Mum, Animal Collective
Changes are afoot in Animal Collective. With five albums already to their name, the duo that toured last year with Four Tet has gained a member (on drums) and swapped the acoustic guitars for their electric equivalents.
Opting for one lengthy song cycle, the music is still as perplexing, but has a dynamic that was previously absent from their live shows and which remains discreet on their recorded work. Reference points are hard to pinpoint, but the territory is somewhere in the chain that links Captain Beefheart to the Dog Faced Hermans.
Mum are no less easy to unravel, but the Icelandic trio (supplemented for the purposes of this show by four additional multi-tasking musicians) have a more defined sound: one which is relentlessly downbeat and sad. If the tempo rises from time to time, the mood alters little. It is the fragility and beauty of the music that makes them a surprisingly engaging live act.
To recreate their current album, “Summer Make Good,” cannot be easy. Recorded in an Icelandic lighthouse, parts of it are so quiet and unassuming they are barely audible, much of it takes repeated listens to fully appreciate.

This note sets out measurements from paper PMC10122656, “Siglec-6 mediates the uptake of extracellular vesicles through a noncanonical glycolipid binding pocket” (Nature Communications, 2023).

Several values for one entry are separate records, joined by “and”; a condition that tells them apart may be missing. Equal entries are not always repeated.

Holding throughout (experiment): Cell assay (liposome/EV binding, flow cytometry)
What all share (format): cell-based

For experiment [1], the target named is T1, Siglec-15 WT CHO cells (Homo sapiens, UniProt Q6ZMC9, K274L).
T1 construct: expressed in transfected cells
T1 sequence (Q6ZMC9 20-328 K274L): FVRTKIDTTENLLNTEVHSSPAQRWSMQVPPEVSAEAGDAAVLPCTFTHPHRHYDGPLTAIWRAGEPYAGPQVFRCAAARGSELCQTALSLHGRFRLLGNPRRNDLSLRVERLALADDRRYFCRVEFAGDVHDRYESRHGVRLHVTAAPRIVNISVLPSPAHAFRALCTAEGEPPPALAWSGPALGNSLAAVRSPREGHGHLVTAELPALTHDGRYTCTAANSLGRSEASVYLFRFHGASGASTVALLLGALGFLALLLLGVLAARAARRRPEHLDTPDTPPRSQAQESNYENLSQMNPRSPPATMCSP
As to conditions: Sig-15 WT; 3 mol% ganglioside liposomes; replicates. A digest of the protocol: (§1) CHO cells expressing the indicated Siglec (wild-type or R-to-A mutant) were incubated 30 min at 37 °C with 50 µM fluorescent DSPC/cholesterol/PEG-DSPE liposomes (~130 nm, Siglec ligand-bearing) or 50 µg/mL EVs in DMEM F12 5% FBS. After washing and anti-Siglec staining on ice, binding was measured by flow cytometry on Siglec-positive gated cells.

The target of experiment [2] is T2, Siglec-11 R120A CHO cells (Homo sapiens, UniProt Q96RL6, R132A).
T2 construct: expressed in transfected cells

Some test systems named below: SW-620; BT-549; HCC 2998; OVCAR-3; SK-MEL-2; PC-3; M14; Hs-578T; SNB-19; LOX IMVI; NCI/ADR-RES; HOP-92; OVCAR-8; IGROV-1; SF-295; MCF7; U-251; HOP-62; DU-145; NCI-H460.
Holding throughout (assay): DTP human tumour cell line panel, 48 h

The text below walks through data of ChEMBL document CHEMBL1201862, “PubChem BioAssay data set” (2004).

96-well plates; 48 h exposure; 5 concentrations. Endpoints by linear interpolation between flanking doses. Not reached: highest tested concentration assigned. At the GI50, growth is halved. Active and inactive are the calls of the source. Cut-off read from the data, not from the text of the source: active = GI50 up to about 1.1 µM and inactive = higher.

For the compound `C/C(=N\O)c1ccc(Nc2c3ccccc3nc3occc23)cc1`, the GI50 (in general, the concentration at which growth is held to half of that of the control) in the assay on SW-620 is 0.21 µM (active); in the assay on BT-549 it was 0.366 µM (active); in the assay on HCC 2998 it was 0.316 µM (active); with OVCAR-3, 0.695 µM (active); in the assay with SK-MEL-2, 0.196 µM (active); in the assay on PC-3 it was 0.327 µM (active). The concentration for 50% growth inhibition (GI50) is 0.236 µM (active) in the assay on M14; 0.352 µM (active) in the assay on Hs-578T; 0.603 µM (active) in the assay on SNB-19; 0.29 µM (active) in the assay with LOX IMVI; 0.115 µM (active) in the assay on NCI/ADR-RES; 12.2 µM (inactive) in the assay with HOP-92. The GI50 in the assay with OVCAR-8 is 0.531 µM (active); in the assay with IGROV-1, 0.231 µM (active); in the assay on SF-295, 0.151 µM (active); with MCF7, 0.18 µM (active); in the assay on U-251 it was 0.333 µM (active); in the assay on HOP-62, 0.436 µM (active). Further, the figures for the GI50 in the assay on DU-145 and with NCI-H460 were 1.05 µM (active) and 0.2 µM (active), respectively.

It is achieved by the dextrous use of a range of instruments. The guitars are supplemented by cello and trumpet on most songs, with violin, banjo, accordion, glockenspiel and melodica all deployed intermittently. This is underpinned by some Power Book generated electronica that owes a little to the Aphex Twin and a lot to Plaid.
With her twin having departed the band, Kristin Valtysdottir is as close as Mum has to a focal point, though her vocals blend in to the instrumentation rather than stand out from it. The words are one of the several tangential links to folk music, yet “The Ghosts You Draw On My Back” and “Nightly Cares” are hardly likely to appear on the Mike Harding show any time soon.
Instead, they evade categorisation and remain much the prettier for it.